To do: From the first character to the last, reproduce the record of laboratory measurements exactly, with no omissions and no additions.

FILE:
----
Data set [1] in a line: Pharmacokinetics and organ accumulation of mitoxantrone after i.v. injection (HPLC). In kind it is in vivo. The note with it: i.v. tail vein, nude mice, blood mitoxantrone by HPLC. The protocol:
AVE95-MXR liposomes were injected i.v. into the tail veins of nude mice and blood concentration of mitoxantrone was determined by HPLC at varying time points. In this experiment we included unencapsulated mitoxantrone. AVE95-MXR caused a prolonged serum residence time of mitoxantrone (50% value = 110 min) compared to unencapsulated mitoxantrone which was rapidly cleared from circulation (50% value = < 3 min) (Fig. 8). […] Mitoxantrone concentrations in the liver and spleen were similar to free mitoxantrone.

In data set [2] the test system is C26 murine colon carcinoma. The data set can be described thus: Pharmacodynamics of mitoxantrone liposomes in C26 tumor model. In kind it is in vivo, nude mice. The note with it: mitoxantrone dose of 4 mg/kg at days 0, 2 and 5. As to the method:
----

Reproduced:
Data set [1] in a line: Pharmacokinetics and organ accumulation of mitoxantrone after i.v. injection (HPLC). In kind it is in vivo. The note with it: i.v. tail vein, nude mice, blood mitoxantrone by HPLC. The protocol:
AVE95-MXR liposomes were injected i.v. into the tail veins of nude mice and blood concentration of mitoxantrone was determined by HPLC at varying time points. In this experiment we included unencapsulated mitoxantrone. AVE95-MXR caused a prolonged serum residence time of mitoxantrone (50% value = 110 min) compared to unencapsulated mitoxantrone which was rapidly cleared from circulation (50% value = < 3 min) (Fig. 8). […] Mitoxantrone concentrations in the liver and spleen were similar to free mitoxantrone.

In data set [2] the test system is C26 murine colon carcinoma. The data set can be described thus: Pharmacodynamics of mitoxantrone liposomes in C26 tumor model. In kind it is in vivo, nude mice. The note with it: mitoxantrone dose of 4 mg/kg at days 0, 2 and 5. As to the method: